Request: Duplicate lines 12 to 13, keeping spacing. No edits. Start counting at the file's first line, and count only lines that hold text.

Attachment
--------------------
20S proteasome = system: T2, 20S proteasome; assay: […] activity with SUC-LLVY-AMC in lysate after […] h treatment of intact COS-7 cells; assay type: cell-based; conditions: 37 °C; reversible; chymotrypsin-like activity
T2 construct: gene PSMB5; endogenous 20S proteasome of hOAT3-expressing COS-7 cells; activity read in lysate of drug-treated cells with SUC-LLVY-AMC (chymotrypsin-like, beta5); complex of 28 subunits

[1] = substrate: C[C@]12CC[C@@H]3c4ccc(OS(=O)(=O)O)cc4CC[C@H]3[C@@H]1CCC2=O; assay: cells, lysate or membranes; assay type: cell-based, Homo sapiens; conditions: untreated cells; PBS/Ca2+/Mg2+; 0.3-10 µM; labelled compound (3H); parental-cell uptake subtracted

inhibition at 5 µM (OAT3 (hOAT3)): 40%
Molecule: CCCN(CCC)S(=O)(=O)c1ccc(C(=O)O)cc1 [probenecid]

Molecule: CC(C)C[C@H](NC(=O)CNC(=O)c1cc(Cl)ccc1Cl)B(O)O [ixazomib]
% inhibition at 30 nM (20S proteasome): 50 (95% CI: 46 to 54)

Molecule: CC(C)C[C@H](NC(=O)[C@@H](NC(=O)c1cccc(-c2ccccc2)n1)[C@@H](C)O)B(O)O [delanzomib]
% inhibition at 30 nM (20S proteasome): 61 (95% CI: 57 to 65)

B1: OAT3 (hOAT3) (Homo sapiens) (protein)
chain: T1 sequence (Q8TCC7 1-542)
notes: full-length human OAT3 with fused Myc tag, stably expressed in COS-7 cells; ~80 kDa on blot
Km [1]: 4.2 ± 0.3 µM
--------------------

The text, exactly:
notes: full-length human OAT3 with fused Myc tag, stably expressed in COS-7 cells; ~80 kDa on blot
Km [1]: 4.2 ± 0.3 µM